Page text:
By Tony Attwood
One of the more unexpected things that comes with publishing this site is the regular stream of emails from people who claim that they have been reading for a long old time, but because we have published x or have mentioned y too often, they are stopping now.
Unexpected because in my life I have meandered from one magazine to another, and in more recent years one website to another, many a time, but I’ve never thought of writing to say farewell. It is rather nice of people to say goodbye.
I’m not sure if anyone is going to leave us because I am now returning to Uefa, or Financial Fair Play (one of my beloved topics) but I hope not, because it seems to me it is important, and I’d like a chance to convince you it is indeed so.
Uefa has a president, and it is not the one we expected. It is Aleksander Ceferin, a guy you may not have heard of (I hadn’t until the notice came out that he was standing). He is a Slovenian lawyer, and he is believed to represent the interest of some of the smaller nations in Uefa.
He also has two issues that he noted in his manifesto that he would consider, and the first is one that gives me a little hope for better times ahead. FFP.
Now I know we are talking about Uefa here so hope doesn’t really spring eternal, but still to have FFP put back on the agenda would be truly wonderful. As we know FFP in Uefa caught out PSG, Man City and others at first, but then it was so watered down it became useless. The Premier League also introduced FFP but its FFP is so weak that no one is caught up in it. But here is a man who wants to balance things up a bit, and for a club like Arsenal that lives by its own income, not by the donations of an oil or gas rich nation that uses slave labour and rejects all women’s rights, or a multi-billionaire who thinks playing with a club is fun, would be rather nice.
We have no more information than the fact that the new man raised the subject when seeking votes, but just raising it as one of two key points as he bid for his job, makes me just a teenzy weenzy bit hopeful.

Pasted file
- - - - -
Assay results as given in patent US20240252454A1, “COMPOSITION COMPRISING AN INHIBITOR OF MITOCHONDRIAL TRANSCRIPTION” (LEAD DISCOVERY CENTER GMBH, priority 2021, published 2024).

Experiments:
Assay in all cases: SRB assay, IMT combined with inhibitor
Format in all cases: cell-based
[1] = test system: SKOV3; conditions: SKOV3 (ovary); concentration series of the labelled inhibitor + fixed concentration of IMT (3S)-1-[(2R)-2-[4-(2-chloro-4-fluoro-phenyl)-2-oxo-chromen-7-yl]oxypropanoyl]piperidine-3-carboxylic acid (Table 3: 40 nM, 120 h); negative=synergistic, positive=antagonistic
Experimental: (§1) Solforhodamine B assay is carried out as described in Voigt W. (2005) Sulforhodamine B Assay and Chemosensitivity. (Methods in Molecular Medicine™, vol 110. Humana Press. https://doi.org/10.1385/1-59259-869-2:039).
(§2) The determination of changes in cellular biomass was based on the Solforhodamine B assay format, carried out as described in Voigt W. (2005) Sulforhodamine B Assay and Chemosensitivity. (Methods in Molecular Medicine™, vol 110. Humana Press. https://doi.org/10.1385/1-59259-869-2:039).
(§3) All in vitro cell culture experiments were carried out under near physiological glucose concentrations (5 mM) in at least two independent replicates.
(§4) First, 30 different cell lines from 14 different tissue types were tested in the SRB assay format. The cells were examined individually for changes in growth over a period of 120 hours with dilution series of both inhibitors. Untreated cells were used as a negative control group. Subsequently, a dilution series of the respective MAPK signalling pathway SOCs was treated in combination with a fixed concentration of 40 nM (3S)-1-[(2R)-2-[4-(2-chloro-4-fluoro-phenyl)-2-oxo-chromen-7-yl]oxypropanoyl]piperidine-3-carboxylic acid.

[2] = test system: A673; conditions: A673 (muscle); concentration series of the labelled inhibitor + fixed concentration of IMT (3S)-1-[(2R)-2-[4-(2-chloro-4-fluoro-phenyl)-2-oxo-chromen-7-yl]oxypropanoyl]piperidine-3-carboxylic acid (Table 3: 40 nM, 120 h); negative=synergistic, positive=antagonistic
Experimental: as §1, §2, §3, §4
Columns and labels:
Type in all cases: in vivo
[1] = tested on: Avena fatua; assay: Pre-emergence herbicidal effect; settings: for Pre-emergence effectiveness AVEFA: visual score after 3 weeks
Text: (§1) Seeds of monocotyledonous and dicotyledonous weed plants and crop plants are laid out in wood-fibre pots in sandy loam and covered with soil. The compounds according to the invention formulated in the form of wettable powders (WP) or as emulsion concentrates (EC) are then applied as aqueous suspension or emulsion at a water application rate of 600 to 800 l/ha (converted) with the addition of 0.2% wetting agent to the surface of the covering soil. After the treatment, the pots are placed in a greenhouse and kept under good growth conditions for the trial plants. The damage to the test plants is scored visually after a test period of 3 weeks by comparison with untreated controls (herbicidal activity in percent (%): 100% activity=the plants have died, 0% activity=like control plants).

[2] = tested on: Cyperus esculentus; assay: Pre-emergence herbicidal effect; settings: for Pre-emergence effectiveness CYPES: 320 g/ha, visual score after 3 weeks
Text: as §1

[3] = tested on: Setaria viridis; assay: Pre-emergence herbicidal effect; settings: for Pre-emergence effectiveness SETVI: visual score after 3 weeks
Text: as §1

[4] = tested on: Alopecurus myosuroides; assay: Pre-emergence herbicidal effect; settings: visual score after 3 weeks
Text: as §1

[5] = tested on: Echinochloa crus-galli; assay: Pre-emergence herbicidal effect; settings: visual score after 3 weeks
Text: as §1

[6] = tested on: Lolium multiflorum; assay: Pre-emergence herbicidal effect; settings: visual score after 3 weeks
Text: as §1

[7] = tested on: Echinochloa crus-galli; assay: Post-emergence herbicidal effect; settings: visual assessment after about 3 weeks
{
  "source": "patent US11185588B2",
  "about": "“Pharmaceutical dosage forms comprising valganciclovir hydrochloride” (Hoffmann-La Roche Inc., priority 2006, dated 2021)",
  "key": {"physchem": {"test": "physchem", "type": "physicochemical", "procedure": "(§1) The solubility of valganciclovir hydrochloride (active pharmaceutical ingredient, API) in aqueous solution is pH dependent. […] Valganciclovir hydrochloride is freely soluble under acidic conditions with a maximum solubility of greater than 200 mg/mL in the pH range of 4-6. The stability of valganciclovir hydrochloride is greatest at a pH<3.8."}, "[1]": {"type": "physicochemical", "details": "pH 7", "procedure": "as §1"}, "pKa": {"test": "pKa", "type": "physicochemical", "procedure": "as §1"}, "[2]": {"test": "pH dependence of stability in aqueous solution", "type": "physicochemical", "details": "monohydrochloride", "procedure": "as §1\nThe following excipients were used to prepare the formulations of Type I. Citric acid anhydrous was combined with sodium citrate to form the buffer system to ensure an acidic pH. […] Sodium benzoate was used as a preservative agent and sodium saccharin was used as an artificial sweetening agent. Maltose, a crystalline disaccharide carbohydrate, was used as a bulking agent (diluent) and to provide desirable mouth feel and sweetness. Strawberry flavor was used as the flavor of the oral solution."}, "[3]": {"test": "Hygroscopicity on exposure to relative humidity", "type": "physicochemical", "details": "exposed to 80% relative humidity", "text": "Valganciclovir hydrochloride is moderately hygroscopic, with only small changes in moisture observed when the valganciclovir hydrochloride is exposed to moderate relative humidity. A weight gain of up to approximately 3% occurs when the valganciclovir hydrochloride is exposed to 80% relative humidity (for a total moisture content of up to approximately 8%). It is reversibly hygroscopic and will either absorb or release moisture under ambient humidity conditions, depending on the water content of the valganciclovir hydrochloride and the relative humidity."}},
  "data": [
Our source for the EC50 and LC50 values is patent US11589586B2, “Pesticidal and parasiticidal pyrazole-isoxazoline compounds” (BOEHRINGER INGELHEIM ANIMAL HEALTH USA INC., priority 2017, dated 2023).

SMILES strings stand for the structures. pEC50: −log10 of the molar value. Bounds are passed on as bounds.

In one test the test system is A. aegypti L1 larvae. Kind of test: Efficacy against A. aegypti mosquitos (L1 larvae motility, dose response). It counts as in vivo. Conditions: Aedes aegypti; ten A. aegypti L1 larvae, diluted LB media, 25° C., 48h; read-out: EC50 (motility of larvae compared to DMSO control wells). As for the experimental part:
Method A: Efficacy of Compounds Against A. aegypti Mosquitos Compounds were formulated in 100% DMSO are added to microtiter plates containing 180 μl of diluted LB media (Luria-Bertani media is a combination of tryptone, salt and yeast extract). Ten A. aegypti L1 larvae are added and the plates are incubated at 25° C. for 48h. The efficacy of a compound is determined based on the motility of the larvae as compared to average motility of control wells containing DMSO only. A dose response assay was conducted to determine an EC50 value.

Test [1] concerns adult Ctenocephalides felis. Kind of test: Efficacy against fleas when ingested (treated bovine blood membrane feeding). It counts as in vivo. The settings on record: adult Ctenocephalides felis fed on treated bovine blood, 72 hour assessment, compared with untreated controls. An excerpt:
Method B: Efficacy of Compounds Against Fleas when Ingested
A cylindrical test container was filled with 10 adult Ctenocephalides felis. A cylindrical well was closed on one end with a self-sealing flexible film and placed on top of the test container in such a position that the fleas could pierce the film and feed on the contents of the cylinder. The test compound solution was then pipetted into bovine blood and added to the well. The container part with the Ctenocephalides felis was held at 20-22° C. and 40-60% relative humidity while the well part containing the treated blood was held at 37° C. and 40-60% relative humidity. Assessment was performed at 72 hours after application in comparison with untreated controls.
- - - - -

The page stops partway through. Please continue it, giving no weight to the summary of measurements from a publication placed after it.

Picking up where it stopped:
His second issue is the one where Uefa recently gave Italy, England, Spain and Germany four guaranteed places each in the Champions League and reworked the way the revenue was split to favour those clubs that had previously been most successful.
That deal has not yet been ratified, and it is said among the corridors of Uefa that it was this deal that made the smaller countries rise up and find their own candidate.
Ceferin has been head of the Slovenian Football Association since 2011. He got 42 of the 55 Uefa voting members to support him. Of the deal giving England etc guaranteed places and more money he said, “We were not informed properly,” which sounds about right for Uefa.
The idea of that deal was the stop a breakaway by Spanish and Italian clubs into a new league, and yet it seems that Italy voted for Ceferin. An interesting juxtaposition. Maybe they backed him if he brought in FFP but left the guaranteed four positions alone.
Summing up his position the new man at the helm said, “We should show we are the ones who are the governing body. At the same time we have to have dialogue with the clubs and I’m sure this situation can be solved.”
It is of course possible that some horse trading will go on. The new four guaranteed slots for the top nations could go through untouched, in return for the beefing up of FFP. But we should also remember that China is buying up football clubs all over the place. From WBA, Villa and Wolverhampton to Inter Milan. The Chinese also have part ownerships of Man City and Atlético Madrid. I am not sure they expected this change of direction.
But the new man at Uefa seems serious. “FFP should be enforced more strongly because the gap between the rich ones and the poor ones is wider and wider,” he said. “We have a lot to do.”
Of course you can guess who the FA voted for – and it wasn’t the winner.
The events of the meeting were rather overshadowed by the fact that Fifa’s ethics committee gave the disgraced and banned M. Platini dispensation to make a farewell speech on “humanitarian” grounds.
You can imagine what the erstwhile FA favourite said. “I have a clear conscience. I am certain not to have made any mistake and I will continue to fight this in the courts. I’d like to thank all of you who have had the courage to support me in the last few months.
“I’d like to thank you for these nine years. I think we did a great job. I hope you enjoyed it and are proud of what we achieved. I’m proud. That’s why I wanted to say goodbye and thank you. Friends of football, farewell.”
Farewell indeed. And maybe hello to a very tiny light shining at the end of a very long and very dark tunnel.
- Cognitive dissonance, coercive persuasion and the Arsenal…….
- Rubbish keeper, wrong selection, hopeless tactics. Oh look we drew.
- PSG v Arsenal. The teams, the tactical options, and the loss of Ibrahimovic
- When Arsenal moved into the Ems things weren’t perfect but WHU seem to have much bigger problems
From the Arsenal History Site